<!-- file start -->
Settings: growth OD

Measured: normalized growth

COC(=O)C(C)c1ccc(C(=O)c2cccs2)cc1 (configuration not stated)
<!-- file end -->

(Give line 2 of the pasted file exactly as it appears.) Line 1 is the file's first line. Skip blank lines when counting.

Measured: normalized growth